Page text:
6. I’m enjoying the podcast–I just discovered it and have started at the beginning. How delightful to hear you recite excerpts from Chaucer.

    The history of English helps me to envision the history of how peoples moved from the steppes into western Europe and Britain, really how that part of civilization began to grow. It’s really a window into the history of man in the world, and language is a basic reflection of daily life.

    Anyway, thank you for this wonderful opportunity for continued learning.

  7. I am enjoying your podcasts about the English language, though as yet I have only listened to the first few. As a native English speaker who worked for the UN and has lived in various parts of the US ( New York, DC, Maryland and Tennessee) as well as London, Rome and Jerusalem, and visited approximately 90 countries in all parts of the world, I have come took appreciate not only the ubiquity of English, but the many forms it takes.

  8. Thanks for your podcast. What interesting and useful series document for me as an English learner. I am wondering how I can purchase the transcripts from episode 26. Thank you, David!

    • At the present time, I only have transcripts for episodes 1-25. I also make transcripts available for recent episodes (from episode 89) at Patreon.com/historyofenglish. I hope to have more transcripts available very soon.

  9. I have just discovered what a treasure we have in these various comments. If only we knew more about the back ground of the people making them. Is any progress being made on the voice samples you have been collecting Kevin? In Australia we have a tremendous advantage in that we are exposed to English Language films (and others) from a wide variety of countries and cultures. In fact we often turn on subtitles when listening to English being spoken.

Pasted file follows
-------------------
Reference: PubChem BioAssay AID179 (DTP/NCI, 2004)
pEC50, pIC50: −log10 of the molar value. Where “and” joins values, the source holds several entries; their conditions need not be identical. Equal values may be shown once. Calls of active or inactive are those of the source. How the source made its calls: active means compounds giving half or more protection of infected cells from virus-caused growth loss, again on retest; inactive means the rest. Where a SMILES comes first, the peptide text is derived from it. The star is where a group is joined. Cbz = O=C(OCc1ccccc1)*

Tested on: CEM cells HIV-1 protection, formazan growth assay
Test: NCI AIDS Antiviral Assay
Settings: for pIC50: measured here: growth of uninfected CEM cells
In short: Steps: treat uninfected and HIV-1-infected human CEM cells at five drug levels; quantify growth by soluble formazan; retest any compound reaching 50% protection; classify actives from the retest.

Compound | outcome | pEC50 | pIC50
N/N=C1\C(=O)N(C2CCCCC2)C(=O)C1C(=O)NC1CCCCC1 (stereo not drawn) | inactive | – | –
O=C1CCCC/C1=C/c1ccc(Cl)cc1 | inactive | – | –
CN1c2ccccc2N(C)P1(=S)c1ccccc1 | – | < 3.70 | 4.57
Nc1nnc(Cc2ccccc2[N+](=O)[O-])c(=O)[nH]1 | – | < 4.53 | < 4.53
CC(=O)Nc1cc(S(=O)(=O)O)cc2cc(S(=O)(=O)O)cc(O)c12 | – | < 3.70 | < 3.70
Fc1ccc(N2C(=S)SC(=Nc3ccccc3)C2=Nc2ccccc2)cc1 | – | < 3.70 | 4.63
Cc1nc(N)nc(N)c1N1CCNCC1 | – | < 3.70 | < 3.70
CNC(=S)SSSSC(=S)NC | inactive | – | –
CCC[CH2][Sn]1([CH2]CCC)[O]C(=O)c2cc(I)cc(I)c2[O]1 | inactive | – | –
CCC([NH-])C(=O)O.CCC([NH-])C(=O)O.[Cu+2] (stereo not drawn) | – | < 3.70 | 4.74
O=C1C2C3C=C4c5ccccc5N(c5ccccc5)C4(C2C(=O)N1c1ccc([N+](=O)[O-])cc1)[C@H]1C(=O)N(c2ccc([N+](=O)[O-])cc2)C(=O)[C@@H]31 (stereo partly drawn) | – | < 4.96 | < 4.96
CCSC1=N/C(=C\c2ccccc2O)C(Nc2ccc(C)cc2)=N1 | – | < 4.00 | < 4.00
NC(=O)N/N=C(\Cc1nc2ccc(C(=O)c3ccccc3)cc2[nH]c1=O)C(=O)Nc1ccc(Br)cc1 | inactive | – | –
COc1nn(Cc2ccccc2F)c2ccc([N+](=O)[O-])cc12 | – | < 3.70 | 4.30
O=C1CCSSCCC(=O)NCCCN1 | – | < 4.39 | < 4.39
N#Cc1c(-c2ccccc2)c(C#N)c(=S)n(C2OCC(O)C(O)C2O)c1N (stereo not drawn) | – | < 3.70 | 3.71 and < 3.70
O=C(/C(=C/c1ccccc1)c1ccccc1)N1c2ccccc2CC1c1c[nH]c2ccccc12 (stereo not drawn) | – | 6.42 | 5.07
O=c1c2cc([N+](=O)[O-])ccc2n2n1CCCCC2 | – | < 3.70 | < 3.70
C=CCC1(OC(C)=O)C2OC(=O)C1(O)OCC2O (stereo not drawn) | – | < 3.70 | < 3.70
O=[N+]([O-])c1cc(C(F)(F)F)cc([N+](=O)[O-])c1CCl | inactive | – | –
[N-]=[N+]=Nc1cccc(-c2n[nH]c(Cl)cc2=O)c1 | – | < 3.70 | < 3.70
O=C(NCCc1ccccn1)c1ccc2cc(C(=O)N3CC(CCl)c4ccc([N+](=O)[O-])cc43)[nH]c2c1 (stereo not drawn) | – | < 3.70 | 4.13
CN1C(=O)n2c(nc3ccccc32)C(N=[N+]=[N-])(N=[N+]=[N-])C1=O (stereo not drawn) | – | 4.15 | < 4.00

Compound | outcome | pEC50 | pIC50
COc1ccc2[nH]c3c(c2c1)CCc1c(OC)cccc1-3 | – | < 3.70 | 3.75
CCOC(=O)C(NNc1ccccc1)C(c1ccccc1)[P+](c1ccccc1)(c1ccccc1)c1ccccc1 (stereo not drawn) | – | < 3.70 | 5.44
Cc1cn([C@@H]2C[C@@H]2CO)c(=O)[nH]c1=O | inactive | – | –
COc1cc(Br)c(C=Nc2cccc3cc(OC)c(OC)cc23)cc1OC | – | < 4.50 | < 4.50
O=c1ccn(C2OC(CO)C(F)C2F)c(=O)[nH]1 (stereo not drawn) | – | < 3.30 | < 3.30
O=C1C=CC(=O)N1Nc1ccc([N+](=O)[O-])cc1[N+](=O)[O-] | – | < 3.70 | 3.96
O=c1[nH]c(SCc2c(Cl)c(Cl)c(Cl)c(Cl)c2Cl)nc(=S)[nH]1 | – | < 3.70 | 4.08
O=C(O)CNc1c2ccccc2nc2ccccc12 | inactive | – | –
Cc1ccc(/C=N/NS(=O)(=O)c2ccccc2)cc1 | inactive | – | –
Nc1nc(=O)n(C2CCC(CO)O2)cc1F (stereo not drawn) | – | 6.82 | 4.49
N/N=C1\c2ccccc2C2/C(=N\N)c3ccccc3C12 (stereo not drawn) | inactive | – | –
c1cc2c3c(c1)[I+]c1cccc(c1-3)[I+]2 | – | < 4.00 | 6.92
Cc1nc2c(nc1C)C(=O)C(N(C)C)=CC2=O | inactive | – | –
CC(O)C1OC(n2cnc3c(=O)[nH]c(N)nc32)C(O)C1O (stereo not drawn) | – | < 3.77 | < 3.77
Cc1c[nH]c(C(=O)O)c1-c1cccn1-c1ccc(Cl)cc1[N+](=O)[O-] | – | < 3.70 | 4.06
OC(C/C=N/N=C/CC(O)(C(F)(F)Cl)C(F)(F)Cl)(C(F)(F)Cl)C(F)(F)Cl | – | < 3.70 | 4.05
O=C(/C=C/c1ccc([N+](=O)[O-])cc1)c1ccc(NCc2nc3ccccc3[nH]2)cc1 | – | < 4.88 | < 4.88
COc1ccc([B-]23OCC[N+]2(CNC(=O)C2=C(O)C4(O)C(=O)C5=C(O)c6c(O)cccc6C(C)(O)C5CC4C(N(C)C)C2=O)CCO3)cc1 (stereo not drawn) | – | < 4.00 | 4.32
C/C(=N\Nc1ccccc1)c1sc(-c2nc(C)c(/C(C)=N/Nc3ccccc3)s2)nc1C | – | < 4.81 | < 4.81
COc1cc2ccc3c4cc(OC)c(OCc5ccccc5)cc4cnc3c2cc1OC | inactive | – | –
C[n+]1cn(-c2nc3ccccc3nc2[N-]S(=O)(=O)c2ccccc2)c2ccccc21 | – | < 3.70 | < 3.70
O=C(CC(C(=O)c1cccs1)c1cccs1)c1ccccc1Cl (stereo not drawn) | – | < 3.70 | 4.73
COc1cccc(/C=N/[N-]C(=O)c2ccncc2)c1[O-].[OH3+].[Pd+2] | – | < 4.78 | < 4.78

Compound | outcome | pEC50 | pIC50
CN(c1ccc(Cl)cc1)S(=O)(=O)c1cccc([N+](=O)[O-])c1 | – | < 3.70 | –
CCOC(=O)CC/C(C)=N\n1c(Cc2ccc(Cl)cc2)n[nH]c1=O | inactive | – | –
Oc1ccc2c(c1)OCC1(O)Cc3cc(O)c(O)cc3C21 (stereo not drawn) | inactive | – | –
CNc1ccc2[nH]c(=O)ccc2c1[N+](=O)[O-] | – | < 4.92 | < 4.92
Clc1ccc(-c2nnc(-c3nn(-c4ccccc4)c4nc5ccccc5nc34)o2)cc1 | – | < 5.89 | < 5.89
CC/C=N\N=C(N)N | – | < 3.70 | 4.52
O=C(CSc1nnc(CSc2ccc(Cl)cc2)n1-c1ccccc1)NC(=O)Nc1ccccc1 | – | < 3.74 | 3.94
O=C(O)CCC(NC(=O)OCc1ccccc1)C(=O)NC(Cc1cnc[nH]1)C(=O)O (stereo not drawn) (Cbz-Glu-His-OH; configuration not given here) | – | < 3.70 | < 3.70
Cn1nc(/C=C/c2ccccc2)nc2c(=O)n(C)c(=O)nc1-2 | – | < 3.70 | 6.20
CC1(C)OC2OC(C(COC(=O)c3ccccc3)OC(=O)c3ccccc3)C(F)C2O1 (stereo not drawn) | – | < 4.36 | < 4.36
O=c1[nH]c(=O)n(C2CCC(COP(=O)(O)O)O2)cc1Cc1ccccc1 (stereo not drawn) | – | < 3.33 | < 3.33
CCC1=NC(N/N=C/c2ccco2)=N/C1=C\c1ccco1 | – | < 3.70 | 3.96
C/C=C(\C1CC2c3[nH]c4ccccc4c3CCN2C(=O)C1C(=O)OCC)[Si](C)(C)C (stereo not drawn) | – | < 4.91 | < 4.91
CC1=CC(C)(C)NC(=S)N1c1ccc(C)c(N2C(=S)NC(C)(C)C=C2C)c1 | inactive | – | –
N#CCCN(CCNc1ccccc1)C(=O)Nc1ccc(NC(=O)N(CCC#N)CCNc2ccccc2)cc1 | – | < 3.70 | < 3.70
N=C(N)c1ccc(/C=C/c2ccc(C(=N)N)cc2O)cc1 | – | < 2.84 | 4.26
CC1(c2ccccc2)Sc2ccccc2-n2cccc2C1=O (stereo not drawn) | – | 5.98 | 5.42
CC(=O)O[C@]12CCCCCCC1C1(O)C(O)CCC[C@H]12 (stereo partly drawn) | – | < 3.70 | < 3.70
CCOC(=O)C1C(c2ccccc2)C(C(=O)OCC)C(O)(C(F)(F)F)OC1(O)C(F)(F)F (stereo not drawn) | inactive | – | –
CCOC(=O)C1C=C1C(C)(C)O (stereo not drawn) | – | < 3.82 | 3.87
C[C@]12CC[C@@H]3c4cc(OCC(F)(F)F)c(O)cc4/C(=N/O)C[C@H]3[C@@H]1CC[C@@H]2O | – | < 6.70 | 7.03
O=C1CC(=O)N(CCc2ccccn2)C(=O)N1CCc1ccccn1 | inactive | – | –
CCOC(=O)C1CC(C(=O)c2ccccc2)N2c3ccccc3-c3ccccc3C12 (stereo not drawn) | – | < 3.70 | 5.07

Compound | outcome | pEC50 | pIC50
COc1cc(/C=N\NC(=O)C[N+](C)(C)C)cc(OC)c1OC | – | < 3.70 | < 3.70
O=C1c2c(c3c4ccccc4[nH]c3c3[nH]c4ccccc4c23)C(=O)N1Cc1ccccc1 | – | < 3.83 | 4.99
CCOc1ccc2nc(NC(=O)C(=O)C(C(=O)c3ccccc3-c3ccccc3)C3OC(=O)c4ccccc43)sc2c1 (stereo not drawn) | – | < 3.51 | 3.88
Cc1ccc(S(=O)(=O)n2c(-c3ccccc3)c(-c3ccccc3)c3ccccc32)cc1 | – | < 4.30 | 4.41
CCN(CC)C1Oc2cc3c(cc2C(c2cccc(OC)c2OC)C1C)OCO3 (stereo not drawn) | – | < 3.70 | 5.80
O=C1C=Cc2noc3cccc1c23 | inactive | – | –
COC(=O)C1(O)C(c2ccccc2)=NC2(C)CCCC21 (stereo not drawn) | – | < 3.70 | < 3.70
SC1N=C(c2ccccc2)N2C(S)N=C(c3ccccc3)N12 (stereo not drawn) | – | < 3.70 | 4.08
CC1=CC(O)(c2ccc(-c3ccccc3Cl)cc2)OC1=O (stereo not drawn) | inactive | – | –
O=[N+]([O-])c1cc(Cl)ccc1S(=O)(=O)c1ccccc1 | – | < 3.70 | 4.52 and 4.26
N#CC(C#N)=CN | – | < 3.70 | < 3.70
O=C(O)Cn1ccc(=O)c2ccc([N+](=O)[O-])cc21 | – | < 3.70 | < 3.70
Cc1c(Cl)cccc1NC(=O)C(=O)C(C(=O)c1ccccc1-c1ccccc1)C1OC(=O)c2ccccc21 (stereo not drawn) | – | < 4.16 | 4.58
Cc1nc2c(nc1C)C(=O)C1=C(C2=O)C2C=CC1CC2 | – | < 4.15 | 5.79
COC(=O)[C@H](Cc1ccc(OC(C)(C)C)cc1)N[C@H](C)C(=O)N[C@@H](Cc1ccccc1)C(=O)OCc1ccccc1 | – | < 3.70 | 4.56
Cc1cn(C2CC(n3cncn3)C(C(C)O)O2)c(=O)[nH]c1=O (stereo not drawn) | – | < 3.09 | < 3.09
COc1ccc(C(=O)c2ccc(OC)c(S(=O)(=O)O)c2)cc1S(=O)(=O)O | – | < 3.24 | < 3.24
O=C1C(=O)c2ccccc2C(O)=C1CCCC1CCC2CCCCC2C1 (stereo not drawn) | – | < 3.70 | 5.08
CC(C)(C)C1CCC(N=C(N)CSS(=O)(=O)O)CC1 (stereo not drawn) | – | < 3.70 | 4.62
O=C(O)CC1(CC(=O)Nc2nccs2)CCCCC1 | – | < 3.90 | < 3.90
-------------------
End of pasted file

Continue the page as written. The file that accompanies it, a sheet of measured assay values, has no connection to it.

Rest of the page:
• I continue to collect the voice samples, and I will have an update in an upcoming episode. I intend to use them as we transition into Modern English, and also throughout the Modern English period to trace the development of modern English accents.

  10. I discovered this gem of a podcast a few days ago, and so far I am loving it. I am looking forward to listen through it all!

    Now, you have probably been asked this before, but from a quick search I could not find the answer to which piece of music you used for the intro/outro of the show. I would like to know!

    Thanks for the podcast!

    • Thanks for the feedback! I’m glad you’re enjoying the podcast. The theme music is a stock audio clip by Shawn Pigott called “Medieval Faire.” I acquired it through istockaudio (which has since merged with another company I believe). Unfortunately, I don’t think it’s available as a full audio piece.

  11. Many thanks to you, Kevin Stroud. You do a wonderful podcast–very professional and so interesting. I will listen to all of these. Your podcast is accessible, interesting, and informative.

  12. I’ve been really enjoying the brilliant podcast, and have now bought the alphabet book – thank you so much. Just one tiny point, Bethlehem isn’t “House of Bread”, it’s “House of Meat”.

    • Hi Owain. I’m glad you’re enjoying the podcast. I don’t speak Hebrew or Arabic, but according to my sources, the word “Bethlehem” means ‘house of meat’ in Arabic, and ‘house of bread’ in Hebrew. Does the translation depend on the language?

  13. In college, I minored in German and Anthropology (My major regretfully being Radio-TV production), and have since wondered what my life would be like if I had gone into historical linguistics/linguistic anthro instead. I can’t believe I’m just now finding this podcast. Having a blast following along with what I already know from the history (Great Vowel Shift? Oh yeah!).

    Thank you for making this so accessible. I can’t wait to listen to all of them!

  14. I’ve also just discovered this wonderful podcast, thanks to some professor answering an on-line etymology question, and concluding with “I’m writing a book about this, but meanwhile check out an excellent podcast called “the History of the English language.” I’m hooked.